Why do we like adventure? What is it about something just a tad dangerous that makes it so appealing? I have my theories.  There are numerous things I have no longing to do – skydiving being one of them, just for instance.  There are many other things that are slightly out of the box that I love to do.  They are very tame, actually, and sometimes I hesitate to call them adventures because I’m afraid real adventure seekers will laugh.  But children who are just starting out are almost always impressed with my adventures and that is where this particular adventure began.

I call it the Peninsula walk/swim tradition for obvious reasons. We take a walk along a road to the tip of a peninsula, then we walk a narrow sand bar toward the opposite shore and when we get to a boat channel where the water is deeper we swim to a boat landing.  The whole trip takes in a circle of about three miles, I’m guessing.   The original walk/swim was an adventure planned for my neices and nephews years ago and it’s been repeated almost every year since because it is a good way to keep in touch with an area of Wisconsin that I have always loved.  Sometimes it’s just one or two of us there on vacation and other times more join in.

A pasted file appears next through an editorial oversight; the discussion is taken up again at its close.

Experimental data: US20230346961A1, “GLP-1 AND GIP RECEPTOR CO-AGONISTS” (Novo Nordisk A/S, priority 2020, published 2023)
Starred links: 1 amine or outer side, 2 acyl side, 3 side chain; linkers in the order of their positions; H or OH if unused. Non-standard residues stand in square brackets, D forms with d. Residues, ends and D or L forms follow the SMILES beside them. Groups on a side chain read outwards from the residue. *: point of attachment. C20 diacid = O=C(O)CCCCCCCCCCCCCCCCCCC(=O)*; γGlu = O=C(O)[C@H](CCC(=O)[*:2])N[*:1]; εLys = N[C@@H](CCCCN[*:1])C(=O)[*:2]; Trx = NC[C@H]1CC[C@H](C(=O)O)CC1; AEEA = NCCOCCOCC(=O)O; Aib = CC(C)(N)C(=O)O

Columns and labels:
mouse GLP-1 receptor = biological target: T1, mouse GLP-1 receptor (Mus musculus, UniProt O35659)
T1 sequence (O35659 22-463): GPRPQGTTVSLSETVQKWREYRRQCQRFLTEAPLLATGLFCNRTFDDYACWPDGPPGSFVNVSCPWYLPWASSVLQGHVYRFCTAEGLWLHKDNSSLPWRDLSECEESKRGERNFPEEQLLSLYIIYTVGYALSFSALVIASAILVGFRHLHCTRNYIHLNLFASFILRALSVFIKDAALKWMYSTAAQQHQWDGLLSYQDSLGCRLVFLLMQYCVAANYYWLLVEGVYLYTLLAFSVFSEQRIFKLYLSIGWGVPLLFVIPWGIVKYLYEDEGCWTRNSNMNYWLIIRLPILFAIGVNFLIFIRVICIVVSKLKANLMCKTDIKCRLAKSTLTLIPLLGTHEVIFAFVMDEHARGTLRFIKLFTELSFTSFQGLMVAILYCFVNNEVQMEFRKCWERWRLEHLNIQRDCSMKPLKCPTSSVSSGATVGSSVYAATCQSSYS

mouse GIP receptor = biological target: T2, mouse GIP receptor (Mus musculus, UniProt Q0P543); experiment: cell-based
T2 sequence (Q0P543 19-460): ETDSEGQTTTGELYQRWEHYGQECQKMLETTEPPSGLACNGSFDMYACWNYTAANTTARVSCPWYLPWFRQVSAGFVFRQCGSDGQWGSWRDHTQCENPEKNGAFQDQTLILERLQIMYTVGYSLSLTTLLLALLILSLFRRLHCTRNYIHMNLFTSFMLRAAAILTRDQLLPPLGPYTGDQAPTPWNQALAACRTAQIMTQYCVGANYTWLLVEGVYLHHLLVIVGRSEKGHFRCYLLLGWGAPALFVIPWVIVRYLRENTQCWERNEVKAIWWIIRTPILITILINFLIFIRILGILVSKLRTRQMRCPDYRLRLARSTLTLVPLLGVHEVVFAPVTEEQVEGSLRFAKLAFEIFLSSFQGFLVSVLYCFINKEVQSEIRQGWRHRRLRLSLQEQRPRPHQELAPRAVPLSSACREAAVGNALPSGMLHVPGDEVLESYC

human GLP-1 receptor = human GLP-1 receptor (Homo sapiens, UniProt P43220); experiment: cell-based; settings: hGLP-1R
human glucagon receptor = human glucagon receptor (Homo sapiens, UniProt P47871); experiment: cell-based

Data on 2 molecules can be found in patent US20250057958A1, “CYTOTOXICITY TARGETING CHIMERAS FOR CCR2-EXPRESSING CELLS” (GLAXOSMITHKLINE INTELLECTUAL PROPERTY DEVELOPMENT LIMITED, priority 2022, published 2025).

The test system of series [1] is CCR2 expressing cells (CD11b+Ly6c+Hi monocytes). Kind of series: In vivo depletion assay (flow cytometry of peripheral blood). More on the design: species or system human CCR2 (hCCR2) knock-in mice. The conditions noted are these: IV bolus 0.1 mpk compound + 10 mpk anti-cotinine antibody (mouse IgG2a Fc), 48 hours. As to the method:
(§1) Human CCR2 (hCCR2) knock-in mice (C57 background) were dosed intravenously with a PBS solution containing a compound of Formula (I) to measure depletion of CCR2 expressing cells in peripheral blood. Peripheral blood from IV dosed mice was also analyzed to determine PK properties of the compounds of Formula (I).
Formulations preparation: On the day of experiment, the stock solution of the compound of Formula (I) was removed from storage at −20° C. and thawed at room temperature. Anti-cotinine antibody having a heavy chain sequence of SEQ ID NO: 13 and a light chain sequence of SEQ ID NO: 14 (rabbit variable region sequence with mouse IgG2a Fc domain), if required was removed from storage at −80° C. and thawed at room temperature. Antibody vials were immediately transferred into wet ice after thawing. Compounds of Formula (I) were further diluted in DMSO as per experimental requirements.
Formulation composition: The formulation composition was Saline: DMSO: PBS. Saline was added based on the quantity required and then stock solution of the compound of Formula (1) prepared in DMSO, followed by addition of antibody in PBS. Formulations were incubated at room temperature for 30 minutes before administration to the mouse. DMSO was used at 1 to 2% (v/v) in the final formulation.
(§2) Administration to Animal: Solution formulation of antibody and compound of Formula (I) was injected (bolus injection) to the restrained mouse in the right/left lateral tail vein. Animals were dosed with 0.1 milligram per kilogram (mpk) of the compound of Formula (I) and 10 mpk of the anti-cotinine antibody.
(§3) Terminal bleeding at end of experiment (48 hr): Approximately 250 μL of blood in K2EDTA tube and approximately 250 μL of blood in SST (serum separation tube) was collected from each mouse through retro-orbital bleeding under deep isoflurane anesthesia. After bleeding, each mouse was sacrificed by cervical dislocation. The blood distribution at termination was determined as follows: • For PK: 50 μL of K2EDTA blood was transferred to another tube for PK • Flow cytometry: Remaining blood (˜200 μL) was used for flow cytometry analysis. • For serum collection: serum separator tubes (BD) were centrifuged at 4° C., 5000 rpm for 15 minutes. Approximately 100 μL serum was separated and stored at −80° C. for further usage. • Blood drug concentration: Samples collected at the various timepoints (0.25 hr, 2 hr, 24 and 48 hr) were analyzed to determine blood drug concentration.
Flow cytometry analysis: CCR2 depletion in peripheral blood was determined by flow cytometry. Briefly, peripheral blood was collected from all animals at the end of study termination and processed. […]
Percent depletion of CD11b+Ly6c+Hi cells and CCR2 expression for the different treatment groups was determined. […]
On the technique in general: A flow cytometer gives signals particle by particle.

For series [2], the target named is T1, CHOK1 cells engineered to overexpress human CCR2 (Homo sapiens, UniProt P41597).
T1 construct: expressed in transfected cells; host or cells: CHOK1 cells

The only reason it’s an adventure is that not too many people think of doing it.  Sometimes it’s more adventurous because the water is extremely cold or the weather is bad.  The walking part is never too big a deal but when we reach the end of the road and take the path down through the gnarled and weather beaten trees on the tip of the peninsula it gets interesting.  We stop to take off our shoes, socks and any other clothing that we don’t want to wear wet.  Watches, cell phones, money – all have to go in a water tight zip lock bag along with the clothing.  Then we wade out.  The depth of the water varies and there are places with rocks that are slippery and potentially hurtful.  As we get near the boat channel the water gets darker and deeper (slight adrenalin rush) until we have to swim, holding our bags aloft with one hand.  Twenty five feet later we can suddenly touch bottom again and the adventure is all but over. 

This process has been perfected over the years. The first year with the children it actually was a little scary (and I had to carry most of the shoes and clothing).  Now we are old hands at it, although often there is a newbie with us who doesn’t quite know what to expect.  This year participants were me, my nephew Evan, my brothers Bob and Gary and my daughter Esther (her husband came along to observe but was on the verge of a sore throat. He viewed the route by car). It was great fun and makes me happy just remembering it. Here are some photographs which I had taken as proof.

The men of the trip

What I have to do to get in a picture.

Fashionable walk/swim attire

My bros leading the way

Just across the channel after the swim

The real adventure is swimming with one of these bags in your hand, just sayin’…

Mysterious masked swimmer (Evan) about to intrude

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